Student Forums CIA Part 2: Practice of Internal Auditing Section III: Performing the Engagement Question ID: CIA 596 2.14 & Question ID: CIA 598 2.38

Question ID: CIA 596 2.14 & Question ID: CIA 598 2.38

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  • #225913

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    This forum is restricted to members of the associated course(s).

    Mitalee Chowdhury
    Participant

    Which of the following documents would provide the best evidence that a purchase transaction has actually occurred?

    • A. Cancelled check issued in payment of the procured goods.
    • B. Ordering department’s original requisition for the goods.
    • C. Receiving memorandum documenting the receipt of the goods.
    • D. Supplier’s invoice for the procured goods.

    I understand why option C is the right answer. But A. option’s Explanation says “The canceled check indicates that the goods have been paid for, not received.”

    My point is good is paid for means a purchase has happened! Receiving report also means purchase has happened but cancelled check is better evidence (externally generated) than receiving report (internally generated). Now wait here lets look at another question..

     2nd question (Question ID: CIA 598 2.38)

    Which of the following represents the most competent evidence that trade receivables actually exist?

    • A. Positive confirmations. correct
    • B. Receiving reports.
    • C. Bills of lading. wrong
    • D. Sales invoices.

    Option C says that bill of lading is not as reliable as a confirmation and it does not confirm the continued existence of the receivable.

    Then how does Receiving report (1st question) verify the continued purchase. At any time the purchase can be returned also. Ans receiving report does not mean payment is done. It goes through to AP team afterwards etc etc.

    So basically my question is on the first question (CIA 596 2.14)  where i believe Cancelled checks is the best evidence. I am quoting the 2nd questions just for logic sake. Please guide.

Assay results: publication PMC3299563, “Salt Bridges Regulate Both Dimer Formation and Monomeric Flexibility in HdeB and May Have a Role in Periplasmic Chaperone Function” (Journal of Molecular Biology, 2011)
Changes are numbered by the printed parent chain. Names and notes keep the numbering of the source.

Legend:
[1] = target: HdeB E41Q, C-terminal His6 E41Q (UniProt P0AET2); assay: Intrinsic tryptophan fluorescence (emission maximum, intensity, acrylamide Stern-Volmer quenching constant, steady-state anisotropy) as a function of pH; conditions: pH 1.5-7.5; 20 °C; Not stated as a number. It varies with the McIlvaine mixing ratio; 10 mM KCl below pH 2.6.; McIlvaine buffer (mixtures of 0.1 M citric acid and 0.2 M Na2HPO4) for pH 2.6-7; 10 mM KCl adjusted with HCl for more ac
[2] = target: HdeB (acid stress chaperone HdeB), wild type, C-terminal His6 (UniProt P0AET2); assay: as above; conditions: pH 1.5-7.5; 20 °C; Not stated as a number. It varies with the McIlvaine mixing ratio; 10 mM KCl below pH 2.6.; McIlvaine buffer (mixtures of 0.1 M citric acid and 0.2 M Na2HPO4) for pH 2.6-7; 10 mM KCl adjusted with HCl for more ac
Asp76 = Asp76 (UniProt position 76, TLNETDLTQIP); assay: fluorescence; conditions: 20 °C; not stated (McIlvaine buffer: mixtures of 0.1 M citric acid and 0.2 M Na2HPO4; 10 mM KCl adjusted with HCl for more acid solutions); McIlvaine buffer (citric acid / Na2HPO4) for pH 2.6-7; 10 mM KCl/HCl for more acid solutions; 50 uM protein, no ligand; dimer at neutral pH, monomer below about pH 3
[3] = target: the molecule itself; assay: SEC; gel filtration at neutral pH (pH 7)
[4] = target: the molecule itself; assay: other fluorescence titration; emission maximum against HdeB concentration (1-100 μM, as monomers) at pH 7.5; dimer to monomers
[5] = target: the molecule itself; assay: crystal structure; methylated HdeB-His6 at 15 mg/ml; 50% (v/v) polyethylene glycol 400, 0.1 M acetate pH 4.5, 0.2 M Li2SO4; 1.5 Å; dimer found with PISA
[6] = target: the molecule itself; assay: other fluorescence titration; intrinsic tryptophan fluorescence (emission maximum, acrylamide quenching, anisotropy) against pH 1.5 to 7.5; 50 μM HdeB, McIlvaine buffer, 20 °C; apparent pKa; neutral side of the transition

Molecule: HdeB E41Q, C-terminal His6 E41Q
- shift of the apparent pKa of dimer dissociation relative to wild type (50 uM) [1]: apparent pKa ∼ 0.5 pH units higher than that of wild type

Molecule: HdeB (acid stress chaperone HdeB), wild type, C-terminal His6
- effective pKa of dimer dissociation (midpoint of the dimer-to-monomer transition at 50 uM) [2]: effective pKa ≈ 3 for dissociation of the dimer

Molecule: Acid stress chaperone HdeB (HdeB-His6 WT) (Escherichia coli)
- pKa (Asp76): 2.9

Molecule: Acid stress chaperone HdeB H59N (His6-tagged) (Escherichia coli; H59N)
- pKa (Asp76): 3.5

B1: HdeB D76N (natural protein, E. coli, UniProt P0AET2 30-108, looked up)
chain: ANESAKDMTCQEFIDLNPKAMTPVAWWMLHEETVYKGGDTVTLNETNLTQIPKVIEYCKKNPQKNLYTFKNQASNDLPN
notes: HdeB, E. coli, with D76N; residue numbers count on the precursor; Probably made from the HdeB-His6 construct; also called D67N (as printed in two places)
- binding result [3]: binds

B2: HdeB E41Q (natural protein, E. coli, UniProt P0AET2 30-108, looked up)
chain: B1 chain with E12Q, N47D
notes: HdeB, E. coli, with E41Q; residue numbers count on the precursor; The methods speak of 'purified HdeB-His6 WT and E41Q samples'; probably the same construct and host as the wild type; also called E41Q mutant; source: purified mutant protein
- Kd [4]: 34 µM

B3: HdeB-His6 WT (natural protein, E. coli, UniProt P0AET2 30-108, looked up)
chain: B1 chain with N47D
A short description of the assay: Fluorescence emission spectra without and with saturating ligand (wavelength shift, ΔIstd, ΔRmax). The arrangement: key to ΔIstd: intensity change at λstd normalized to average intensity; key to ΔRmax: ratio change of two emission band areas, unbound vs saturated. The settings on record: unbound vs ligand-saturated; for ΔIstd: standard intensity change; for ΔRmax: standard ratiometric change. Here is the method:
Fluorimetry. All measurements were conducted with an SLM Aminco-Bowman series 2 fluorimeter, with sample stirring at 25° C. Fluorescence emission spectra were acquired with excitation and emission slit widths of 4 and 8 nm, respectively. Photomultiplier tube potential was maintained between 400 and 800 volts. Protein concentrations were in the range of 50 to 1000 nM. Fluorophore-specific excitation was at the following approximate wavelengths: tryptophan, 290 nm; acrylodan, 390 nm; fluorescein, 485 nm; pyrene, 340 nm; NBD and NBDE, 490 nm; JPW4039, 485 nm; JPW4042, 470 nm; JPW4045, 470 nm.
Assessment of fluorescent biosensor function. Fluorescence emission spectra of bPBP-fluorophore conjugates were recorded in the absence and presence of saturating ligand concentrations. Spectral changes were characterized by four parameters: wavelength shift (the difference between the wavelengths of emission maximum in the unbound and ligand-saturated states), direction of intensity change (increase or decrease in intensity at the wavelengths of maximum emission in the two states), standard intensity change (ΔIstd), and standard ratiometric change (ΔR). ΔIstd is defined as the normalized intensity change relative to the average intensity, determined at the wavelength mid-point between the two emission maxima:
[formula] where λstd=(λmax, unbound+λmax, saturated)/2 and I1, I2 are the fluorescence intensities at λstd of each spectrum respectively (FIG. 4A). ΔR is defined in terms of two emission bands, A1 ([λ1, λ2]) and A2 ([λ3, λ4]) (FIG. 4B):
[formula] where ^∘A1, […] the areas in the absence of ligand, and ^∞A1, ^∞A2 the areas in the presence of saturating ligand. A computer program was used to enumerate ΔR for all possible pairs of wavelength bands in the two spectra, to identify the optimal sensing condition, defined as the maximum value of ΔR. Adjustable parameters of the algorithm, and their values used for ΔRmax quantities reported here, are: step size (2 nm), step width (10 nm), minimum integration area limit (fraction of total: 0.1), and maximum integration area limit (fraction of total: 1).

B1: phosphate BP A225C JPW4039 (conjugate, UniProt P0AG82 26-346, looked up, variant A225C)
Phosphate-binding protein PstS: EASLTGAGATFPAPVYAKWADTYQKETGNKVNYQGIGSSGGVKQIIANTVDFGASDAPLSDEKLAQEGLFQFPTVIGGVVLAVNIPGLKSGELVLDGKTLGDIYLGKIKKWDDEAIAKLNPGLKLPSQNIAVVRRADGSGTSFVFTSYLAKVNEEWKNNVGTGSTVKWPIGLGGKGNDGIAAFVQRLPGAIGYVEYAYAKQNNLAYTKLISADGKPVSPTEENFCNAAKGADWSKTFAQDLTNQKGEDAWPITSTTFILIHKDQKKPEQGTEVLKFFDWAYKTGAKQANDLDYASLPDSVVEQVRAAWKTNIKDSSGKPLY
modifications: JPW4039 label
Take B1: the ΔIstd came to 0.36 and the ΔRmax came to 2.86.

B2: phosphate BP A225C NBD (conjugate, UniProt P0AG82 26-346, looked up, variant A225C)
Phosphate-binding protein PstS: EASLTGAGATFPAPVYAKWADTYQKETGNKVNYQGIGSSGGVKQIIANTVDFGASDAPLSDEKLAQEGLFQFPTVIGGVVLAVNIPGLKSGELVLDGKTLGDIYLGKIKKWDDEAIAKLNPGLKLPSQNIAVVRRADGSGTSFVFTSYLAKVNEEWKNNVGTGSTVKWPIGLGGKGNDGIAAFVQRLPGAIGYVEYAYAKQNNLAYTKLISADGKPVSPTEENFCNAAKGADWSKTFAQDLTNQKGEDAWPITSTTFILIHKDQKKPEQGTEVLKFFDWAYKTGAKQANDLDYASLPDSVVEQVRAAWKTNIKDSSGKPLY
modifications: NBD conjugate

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    Brian Hock
    HOCK international

    Hello, Mitalee,

    The key thing between these two questions is that they are trying to prove different things. In the first question, just because a payment has been made does not mean that the purchase actually took place. For example, every week, I get multiple emails from companies saying that I owe them money and asking me to pay. So, if I were to actually send a check to them, that does not mean that I actually purchased something. Or, in the case of fraud, just because I send a check to another company does not mean that the check actually represents payments for goods. It may have been a bribe, or kickback. But, if we have a document that shows that the goods were actually received by the shipping department, that would indicate that we have received goods, which most likely indicates a purchase of the goods. This question is also asking us to confirm that the purchase transaction has taken place. This does not mean that payment needs to have taken place, just that we have purchased something. So, even if it was returned, the original purchase transaction did take place.

    In the second question we are trying to prove that a customer actually owes us money. A positive confirmation is a statement from the customer that they agree that they owe us money. So, that is the best proof. A bill of lading indicates that we shipped the goods, which proves that there was a sale. But, if the customer already paid for the goods, even though there was purchase there is no receivable.

    Do these explanations help? I understand that the difference between them is small, but it is a critical difference as these two questions are looking for confirmation of different parts of the transaction and from the different parties in the transaction.

    Brian

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